Status: Established in areas outside their native range in Alabama, Arizona, California, Colorado, Georgia, Illinois, Nevada, New Mexico, North Carolina, Utah, and Wyoming. In contrast to Hubbs and Lagler's statement (1958), Becker (1983) found that there was no evidence to substantiate the presence of this species in lagoons of Lake Michigan at Chicago.

Impact of Introduction: The Red Shiner is very aggressive and where introduced may dilute the gene pools of native Cyprinella via hybridization (Mayden 1989; Burkhead and Huge 2002). The Red Shiner is hybridizing with the Blacktail Shiner C. venusta stigmatura in Alabama (Mettee et al. 1996; Burkhead and Huge 2002).

The Red Shiner has also affected the distribution and abundance of native fishes. For example, populations in the Moapa and Virgin rivers, Nevada, have been implicated in the decline of the native fish of this region, including Spikedace Meda fulgida, Woundfin Plagopterus argentissimus, and Virgin River Chub Gila seminuda (Moyle 1976; Deacon 1988; U.S. Fish and Wildlife Service 1990a, 1995). Members of this species may compete with and affect adversely young Colorado Pikeminnow Ptychocheilus lucius, an endangered species (Karp and Tyus 1990). The introduced Redside Shiner Richardsonius balteatus declined when the Red Shiner became common in the Green River near the boundary of Dinosaur National Monument, Utah, in 1971 (Holden and Stalnaker 1975). In degraded streams in Georgia, introduced Red Shiners have become one of the most abundant species (Devivo and Freeman 1995). The introduction of Red Shiners into Utah was probably the means by which the Asian tapeworm entered the Virgin River; subsequent tapeworm infestation of Woundfin Plagopterus argentissimus, an endangered species, may be primarily responsible for the Woundfin's decline during the 1980s (Deacon 1988). Dill and Cordone (1997) called the Red Shiner the second greatest threat to the welfare of indigenous southwestern fishes, after the Mosquitofish.

Remarks: The Red Shiner is a widespread and commonly used bait fish; it is also in the aquarium trade (Becker 1983; Etnier and Starnes 1993). It has been marketed in a pet shop under the name "rainbow dace" (Moore et al. 1976). Several attempts have been made to eradicate the Red Shiner from a portion of the Virgin River as part of the recovery plan for Woundfin and Virgin River chubs. It was successfully eliminated from the river between Washington Fields Diversion and Johnson Diversion, but have re-invaded below Johnson Diversion (U.S. Fish and Wildlife Service 1995). Tyus et al. (1982) gave a distribution map of the this species in the upper Colorado basin. Swift et al. (1993) and Dill and Cordone (1997) detailed the history of this species in California. Marsh-Matthews et al. (2011) examined recruitment and survivorship of Red Shiners 'introduced' to native communities in mesocosm experiments, and found that predation by piscivorous fishes (e.g., centrarchids) can limit the ability of Red Shiner to establish itself within a community. Although hybridization with Blacktail Shiner has been reported in areas where Red Shiner is introduced, Higgens et al. (2015) found little evidence for hybridization (using both genetic and morphological data) in two river systems where both species natively occur in sympatry. Glotzbecker et al. (2016) examined cytochrome-b variation across the native and introduced range of Red Shiner, identifying four distinct regional genetic lineages; introduced populations in the western United States were founded by introductions from the mid-west and western clades, whereas introductions in the eastern United States were solely derived from colonists from the mid-western clade.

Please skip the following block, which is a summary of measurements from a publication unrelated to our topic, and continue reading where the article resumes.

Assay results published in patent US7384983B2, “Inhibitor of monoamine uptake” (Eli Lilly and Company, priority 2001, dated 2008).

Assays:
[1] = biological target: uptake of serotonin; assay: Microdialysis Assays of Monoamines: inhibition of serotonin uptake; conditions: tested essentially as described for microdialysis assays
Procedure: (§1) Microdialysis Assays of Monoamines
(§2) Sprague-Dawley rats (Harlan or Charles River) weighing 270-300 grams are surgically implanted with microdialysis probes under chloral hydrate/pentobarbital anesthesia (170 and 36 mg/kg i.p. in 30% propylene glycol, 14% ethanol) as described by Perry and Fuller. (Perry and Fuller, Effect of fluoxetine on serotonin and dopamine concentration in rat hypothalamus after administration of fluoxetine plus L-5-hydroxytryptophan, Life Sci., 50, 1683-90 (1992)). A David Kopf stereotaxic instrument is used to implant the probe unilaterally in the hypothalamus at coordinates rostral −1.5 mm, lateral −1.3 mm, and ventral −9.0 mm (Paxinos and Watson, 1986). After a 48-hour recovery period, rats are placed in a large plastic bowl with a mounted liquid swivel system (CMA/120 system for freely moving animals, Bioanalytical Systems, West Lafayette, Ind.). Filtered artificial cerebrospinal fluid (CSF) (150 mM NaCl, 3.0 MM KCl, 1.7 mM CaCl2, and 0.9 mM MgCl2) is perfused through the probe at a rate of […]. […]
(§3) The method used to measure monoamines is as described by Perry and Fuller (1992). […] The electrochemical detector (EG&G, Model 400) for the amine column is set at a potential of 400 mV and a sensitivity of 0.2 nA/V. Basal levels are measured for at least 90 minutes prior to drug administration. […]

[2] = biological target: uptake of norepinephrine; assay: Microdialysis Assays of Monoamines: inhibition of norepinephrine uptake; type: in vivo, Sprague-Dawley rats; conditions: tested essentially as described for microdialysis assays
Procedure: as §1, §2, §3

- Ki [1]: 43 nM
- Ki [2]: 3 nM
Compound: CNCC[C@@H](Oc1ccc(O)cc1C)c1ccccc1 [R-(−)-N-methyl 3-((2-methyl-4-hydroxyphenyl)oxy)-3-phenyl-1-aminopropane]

References: (click for full references)

Becker, G.C. 1983. Fishes of Wisconsin. University of Madison Press, Madison, WI.

Bradley, W. G. and J. E. Deacon. 1967. The biotic communities of southern Nevada. Nevada State Museum Anthropological Papers No. 13, Part 4. 201-273.

Burkhead, N.M., and D.M. Huge. 2002. The case of the red shiner: what happens when a fish goes bad? http://fl.biology.usgs.gov/Southeastern_Aquatic_Fauna/Freshwater_Fishes/Shiner_Research/shiner_research.html. Created on September 2002. Accessed on 06/04/2015.

Burkhead, N.M., S.J. Walsh, B.J. Freeman, and J.D. Williams. 1997. Status and restoration of the Etowah River, an imperiled southern Appalachian ecosystem, p 375-444, In: G.W. Benz and D.E. Collins (eds). Aquatic Fauna in Perile: The Southeastern Perspective.  Special Publication 1, Southeast Aquatic Research Institute, Lenz Design & Communications, Decatur, Ga.

Deacon, J.E. 1988. The endangered woundfin and water management in the Virgin River, Utah, Arizona, Nevada. Fisheries 13(1):18-29.

Devivo, J.C., and B.J. Freeman. 1995. Impact of introduced Cyprinella lutrensis on stream fish assemblages in Georgia. Association of Southern Biologists Bulletin 42:129.

Dill, W.A., and A.J. Cordone. 1997. History and status of introduced fishes in California, 1871-1996. California Department of Fish and Game Fish Bulletin, volume 178.

Etnier, D.A., and W.C. Starnes. 1993. The fishes of Tenneessee. University of Tennessee Press, Knoxville, TN.